NBC4.TV Entertainment
April 29, 2004

Entertainment Industry Honored for Accurate Depiction of Drug Use

LOS ANGELES — The eighth annual PRISM Awards Thursday will honor "the accurate depiction of drug, alcohol and tobacco use and addiction" in film, television, music, music video, interactive and comic book entertainment.

The awards are presented by the Entertainment Industries Council Inc., in partnership with The Robert Wood Johnson Foundation and the National Institute on Drug Abuse.

Actress Mackenzie Phillips will host the ceremony at the Hollywood Palladium. It will be taped to be shown May 16 on cable's FX channel.

The nominated films are "City of God," "Love and Diane," "Thirteen," "21 Grams" and "Wonderland."

The film acting nominees are Benicio Del Toro ("21 Grams"); Holly Hunter ("Thirteen"); Dylan McDermott ("Wonderland"); Nikki Reed ("Thirteen") and Evan Rachel Wood ("Thirteen").

Actors nominated for their performances in television comedy series include Ted Danson for "Becker," Joseph Lawrence for "Run of the House," Donal Logue for "Grounded for Life" and Reba McEntire for "Reba."

In the television comedy series category, episodes are nominated from UPN's "Girlfriends" and "Half & Half," and the WB network's "Grounded for Life," "Reba" and "Run of the House."

For best performance in a TV drama series episode, the nominees are Dennis Franz ("NYPD Blue"); Steve Harris ("The Practice"); Christopher Meloni and Mariska Hargitay sharing a nod for "Law & Order: SVU"; Craig T. Nelson for "The District"; and Lori Petty ("NYPD Blue").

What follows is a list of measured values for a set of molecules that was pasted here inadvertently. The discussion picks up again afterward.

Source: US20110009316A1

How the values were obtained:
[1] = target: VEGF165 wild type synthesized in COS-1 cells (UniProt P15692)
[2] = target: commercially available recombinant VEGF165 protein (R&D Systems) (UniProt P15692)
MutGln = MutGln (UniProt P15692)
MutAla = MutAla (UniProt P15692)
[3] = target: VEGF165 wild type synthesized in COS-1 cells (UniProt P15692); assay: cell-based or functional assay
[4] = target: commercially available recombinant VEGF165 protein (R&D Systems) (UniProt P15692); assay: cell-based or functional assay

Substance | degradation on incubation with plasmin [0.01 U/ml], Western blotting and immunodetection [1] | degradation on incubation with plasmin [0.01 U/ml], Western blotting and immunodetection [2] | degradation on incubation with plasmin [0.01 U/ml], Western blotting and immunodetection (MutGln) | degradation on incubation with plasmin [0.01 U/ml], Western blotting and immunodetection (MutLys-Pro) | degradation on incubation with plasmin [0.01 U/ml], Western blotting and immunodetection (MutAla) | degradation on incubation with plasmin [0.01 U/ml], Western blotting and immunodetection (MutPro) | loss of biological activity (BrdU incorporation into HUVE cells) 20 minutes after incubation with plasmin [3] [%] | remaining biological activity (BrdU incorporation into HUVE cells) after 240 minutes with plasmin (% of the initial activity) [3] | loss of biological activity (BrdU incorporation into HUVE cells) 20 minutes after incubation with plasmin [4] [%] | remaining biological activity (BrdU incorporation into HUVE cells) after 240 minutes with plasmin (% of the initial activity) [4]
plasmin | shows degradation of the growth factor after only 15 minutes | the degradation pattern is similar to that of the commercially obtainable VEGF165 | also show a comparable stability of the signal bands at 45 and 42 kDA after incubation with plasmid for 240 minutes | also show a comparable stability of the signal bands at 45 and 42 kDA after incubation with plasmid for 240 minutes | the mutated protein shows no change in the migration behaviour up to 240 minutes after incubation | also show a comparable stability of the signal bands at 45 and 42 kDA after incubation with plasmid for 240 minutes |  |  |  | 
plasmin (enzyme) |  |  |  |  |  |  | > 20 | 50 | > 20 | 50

For best performance in a drama series with a multi-episode storyline, the contenders are Peter Krause ("Six Feet Under"); Scott Lowell ("Queer as Folk"); Nancy McKeon ("The Division"); Molly Price ("Third Watch"); and Kevin Rahm ("Judging Amy").

Television dramas were nominated for both single episodes -- "Boston Public," "The District," "Law & Order: SVU," "NYPD Blue" and "The Practice" -- and multi-episode storylines -- "The Division," "Judging Amy," "Queer as Folk," "Six Feet Under" and "Third Watch."

"We're encouraged by the increase in the number of television programs and movies that have addressed substance abuse issues during 2003," said Brian Dyak, president and chief executive officer of the Entertainment Industries Council.

"This year's PRISM-nominated productions are not only a reflection of some of the most important issues threatening society today, but they also reflect the determination on the part of the entertainment industry to act responsibly when dealing with these important topics," Dyak said.